Jonathan Gannon has been something of a hot coaching commodity since the 2022 cycle. He interviewed with the Texans last year, but ultimately returned to the Eagles and helped build a stellar defense in Philadelphia.
To that end, some felt that the Eagles defense was little more than smoke and mirrors, which seems a bit unfair. They led the league in sacks, though they showcased some obvious warts that were covered up by the offense throughout the 2022 season.
The timing is bittersweet for Gannon. Coming off a Super Bowl 57 loss in which the Eagles D gave up 38 points in a collapse against the Chiefs, it’s nice to rebound and get a head coaching job.
The truth is, because of the Kyler Murray injury and unclear recovery timeline, there was no real slam-dunk hire for the Cardinals. At least they’re taking a swing on an unknown quantity rather than a retread.
3. Shane Steichen, Colts
Prior job: Philadelphia Eagles offensive coordinator (2021-22)
The Colts go back to the well for their next head coach hire.
There’s some interesting back and forth between Indianapolis and Philadelphia happening: The Colts hired Frank Reich, who was the OC in Philly under Doug Pederson. Then, the Eagles hired Nick Sirianni, who was the OC under Reich in Indy. Now, the Colts hired Steichen, who was the OC under Sirianni in Philadelphia.
So, whoever Steichen’s OC is will be the next boss in Philadelphia, if the trend continues.
While Sirianni was the architect and playcaller for the Eagles offense, Steichen deserves a fair amount of credit for getting the most out of Jalen Hurts and making sure the pieces all fit together, as coordinators usually do. To be fair to Jim Irsay, he has made a habit of hiring pretty good head coaches, Jeff Saturday notwithstanding.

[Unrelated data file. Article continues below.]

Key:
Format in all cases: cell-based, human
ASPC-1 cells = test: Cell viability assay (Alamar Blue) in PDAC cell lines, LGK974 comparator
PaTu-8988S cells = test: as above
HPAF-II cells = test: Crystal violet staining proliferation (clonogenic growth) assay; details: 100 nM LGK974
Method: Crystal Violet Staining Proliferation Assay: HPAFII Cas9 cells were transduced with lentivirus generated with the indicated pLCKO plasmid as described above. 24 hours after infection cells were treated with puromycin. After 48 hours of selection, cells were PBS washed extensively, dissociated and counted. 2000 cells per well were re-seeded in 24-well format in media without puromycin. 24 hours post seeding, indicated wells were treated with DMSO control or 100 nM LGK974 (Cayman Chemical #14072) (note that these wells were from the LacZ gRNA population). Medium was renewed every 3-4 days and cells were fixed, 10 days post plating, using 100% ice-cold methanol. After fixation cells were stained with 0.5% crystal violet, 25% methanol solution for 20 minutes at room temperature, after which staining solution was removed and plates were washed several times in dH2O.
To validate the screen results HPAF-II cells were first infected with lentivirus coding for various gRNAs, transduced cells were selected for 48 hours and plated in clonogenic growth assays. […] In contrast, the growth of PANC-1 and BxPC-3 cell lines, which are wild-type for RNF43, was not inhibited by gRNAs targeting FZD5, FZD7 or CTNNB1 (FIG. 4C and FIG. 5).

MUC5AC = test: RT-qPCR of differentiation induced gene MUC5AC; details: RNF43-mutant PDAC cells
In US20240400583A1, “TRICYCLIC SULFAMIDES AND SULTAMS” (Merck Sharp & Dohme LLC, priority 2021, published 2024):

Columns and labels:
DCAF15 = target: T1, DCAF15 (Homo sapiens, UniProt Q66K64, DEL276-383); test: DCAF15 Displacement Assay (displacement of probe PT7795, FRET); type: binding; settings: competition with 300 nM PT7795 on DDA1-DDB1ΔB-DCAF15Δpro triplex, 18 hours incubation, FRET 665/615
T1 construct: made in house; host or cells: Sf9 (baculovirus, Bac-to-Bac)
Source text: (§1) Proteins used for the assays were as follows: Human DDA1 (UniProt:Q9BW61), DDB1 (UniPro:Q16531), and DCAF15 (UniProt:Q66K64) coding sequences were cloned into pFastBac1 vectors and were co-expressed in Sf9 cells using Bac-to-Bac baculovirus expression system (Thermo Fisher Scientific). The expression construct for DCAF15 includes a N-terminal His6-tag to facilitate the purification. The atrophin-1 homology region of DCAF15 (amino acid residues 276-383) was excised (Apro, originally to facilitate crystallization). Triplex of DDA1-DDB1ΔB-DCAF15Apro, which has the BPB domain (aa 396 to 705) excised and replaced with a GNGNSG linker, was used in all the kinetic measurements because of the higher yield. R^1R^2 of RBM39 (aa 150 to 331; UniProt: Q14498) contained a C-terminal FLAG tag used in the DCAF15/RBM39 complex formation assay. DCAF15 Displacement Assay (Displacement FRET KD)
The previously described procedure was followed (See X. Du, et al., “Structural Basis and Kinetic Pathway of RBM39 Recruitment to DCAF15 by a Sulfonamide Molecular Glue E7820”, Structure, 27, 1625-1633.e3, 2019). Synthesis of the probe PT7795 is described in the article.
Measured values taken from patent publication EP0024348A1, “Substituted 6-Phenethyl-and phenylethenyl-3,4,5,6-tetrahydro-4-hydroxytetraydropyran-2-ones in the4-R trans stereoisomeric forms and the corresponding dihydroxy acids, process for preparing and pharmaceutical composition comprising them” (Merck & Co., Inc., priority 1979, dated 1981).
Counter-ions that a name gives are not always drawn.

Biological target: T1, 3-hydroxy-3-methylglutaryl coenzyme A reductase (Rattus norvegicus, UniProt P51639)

MORE: Why the Colts hired Shane Steichen as HC
2. Sean Payton, Broncos
Prior job: New Orleans Saints head coach (2006-2021)
Sean Payton wasn’t the Broncos’ first option, nor was he their second option, but he’s as good a third No. 1 option as there is on the market.
With DeMeco Ryans and Jim Harbaugh reportedly ahead of Payton on the Denver wish list, Payton heads to Mile High to join up with another backup option, Russell Wilson, who will need a career revitalization underneath Payton. If you’re going to go big with the QB trade like the Broncos did in 2022, then hiring a big-name coach to get the most out of said QB is only wise.